This weekend I went to see the film Waitress knowing very little about it beforehand. I had seen a trailer. I'd seen Kerri Russell in The Upside of Anger, so I knew she could act. I'm a fan of Nathan Fillion from Firefly... so I thought why the heck not.

I was blown away. What great storytelling. I love movies where all the characters are interesting but everyone's behaving so badly that it's hard to guess how the heck the writer is going to end things on a satisfying note -- and then they do.

And this film was written and directed by one of the actors in the film -- Adrienne Shelly. I'd seen her before in some other indie-films and by the end of the movie was really looking forward to her next work.

But then I sat through to the end of the credits... The final line was:

"In loving memory of Adrienne Shelly."

What??? I started to cry. I had no idea. As soon as I got home, I looked up the story and it's so sad. In late 2006 her husband found her hanging by a sheet from a shower rod and the police initially ruled it a suicide -- but then a 19 year old construction worker, whom she'd complained about noise to, confessed to her murder after they found his footprints on the toilet seat.

How horrible is that?

But the movie is really great. So sweet. You're really rooting for the Kerri Russell character through the whole thing and the resolution to her story made me tear up, too. Teary night for me. LOL.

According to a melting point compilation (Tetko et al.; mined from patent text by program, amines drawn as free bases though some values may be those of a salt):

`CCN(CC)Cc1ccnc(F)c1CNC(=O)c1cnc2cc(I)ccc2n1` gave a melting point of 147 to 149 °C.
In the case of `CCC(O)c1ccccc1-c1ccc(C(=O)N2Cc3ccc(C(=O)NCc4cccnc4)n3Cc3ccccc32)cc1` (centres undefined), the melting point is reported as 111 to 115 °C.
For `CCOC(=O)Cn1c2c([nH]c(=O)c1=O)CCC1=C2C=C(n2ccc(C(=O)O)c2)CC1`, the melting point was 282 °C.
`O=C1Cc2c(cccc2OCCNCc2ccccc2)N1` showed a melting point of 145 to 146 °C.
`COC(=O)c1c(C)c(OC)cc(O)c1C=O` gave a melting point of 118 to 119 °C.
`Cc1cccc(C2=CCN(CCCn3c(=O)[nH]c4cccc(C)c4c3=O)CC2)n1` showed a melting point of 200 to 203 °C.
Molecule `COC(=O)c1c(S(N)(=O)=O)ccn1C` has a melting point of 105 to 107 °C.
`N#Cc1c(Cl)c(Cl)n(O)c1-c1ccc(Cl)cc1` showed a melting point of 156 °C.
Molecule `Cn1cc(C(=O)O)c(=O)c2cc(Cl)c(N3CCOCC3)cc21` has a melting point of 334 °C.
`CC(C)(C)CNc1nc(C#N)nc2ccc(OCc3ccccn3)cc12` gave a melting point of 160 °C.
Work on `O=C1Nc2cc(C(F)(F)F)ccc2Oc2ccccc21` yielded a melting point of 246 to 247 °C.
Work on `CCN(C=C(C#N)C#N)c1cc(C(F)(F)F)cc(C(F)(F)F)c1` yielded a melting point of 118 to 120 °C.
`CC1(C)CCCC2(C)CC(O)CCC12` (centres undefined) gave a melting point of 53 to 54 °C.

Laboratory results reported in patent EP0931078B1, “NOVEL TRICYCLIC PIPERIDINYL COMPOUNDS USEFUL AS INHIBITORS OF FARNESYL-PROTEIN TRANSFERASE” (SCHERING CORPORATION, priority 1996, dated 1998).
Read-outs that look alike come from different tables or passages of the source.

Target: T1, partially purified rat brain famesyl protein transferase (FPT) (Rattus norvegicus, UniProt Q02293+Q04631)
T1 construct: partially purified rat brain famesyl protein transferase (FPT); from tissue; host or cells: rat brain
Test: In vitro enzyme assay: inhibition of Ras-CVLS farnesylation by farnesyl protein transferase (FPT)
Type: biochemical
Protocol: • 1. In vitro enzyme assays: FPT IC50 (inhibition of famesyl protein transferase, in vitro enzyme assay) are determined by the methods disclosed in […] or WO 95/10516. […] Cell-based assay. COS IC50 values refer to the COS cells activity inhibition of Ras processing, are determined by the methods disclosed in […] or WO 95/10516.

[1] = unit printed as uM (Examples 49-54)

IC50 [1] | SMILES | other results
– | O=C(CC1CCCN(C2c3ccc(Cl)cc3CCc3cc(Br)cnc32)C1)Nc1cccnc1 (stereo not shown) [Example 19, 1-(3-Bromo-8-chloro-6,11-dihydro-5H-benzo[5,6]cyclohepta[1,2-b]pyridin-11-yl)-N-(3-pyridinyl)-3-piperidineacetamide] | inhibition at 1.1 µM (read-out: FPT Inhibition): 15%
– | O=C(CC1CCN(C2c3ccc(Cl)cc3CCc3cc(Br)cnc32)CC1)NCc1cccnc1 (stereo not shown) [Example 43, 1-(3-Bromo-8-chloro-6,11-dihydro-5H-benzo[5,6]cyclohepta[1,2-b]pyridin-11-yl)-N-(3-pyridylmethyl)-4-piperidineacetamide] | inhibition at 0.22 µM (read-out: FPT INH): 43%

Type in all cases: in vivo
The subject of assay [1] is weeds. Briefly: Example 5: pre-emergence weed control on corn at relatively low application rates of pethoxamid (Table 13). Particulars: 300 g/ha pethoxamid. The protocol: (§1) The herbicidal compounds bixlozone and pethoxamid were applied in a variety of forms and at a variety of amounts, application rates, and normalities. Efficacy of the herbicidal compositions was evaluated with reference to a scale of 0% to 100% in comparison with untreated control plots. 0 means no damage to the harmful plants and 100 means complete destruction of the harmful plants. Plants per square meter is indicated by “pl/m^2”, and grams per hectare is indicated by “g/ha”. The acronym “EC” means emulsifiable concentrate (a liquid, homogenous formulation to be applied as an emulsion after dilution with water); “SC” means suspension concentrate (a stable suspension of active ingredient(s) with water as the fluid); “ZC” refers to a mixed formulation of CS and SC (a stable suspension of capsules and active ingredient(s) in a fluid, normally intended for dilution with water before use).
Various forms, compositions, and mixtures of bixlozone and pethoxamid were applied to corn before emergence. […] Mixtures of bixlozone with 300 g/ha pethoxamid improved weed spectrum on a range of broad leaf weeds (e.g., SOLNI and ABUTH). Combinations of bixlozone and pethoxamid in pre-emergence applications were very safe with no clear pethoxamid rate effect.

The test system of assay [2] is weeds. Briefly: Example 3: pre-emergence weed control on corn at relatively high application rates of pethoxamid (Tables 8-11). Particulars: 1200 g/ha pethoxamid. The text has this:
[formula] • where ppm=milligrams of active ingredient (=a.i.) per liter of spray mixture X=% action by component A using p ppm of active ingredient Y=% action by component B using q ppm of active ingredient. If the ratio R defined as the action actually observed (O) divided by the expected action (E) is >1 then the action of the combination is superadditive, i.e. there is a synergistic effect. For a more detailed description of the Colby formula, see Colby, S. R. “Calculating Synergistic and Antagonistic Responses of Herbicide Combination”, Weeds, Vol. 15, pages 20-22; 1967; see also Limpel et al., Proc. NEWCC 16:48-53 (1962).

I'd been planning to go to Away From Her afterward, but decided I couldn't take another sad movie so went to see Spiderman instead... I could rant about how messed up the storytelling in that one is... but this was meant to be a post celebrating Waitress and the fabulously talented late Adrienne Shelly -- so I won't.

Tuesday, May 15, 2007

Writing for writing’s sake

I’ve attended an embarrassment of conferences and workshops over the past couple of years (love that collective noun) and hence have heard many authors, editor and agents speak about writing and the publishing industry. I’ve also read articles by many, many more—both in print and on the web. Basically, where I would never pretend to have learned all there is to learn (not even close), I’ve learned a fair bit about this business called fiction publishing. And still, I’m constantly making little revelations or realizing last week’s revelations sucked.

I’ve blogged before about conflicting advice on Drunk Writer Talk and I think this week I’ve had another kind of breakthrough in terms of one of those dichotomies. Or at least I’ve resolved to start thinking about it in a different way.

On the one hand one often hears: “You have to write for the love of writing. Writing is a tough business. Fickle. Lots of luck involved. Even if you get published the odds are against you earning a real living.” So, write because you love to write, because you have to write. (Well, I don’t totally buy that anyone HAS to write. I know I don’t. I’m happy to make up stories in my head.)

As many times as I’ve heard this “do it for the writing” advice and nodded my head in agreement, as many times as I’ve repeated it to my friends and family and other writing acquaintances, I recently realized I’ve never really committed to this idea.

From the day I decided to start writing a novel, I had publication in mind. I even chose the first genre I tried (romance) based on economics and what I saw as improved odds—there are so many published, surely it would be easier to break in and find success. Ha!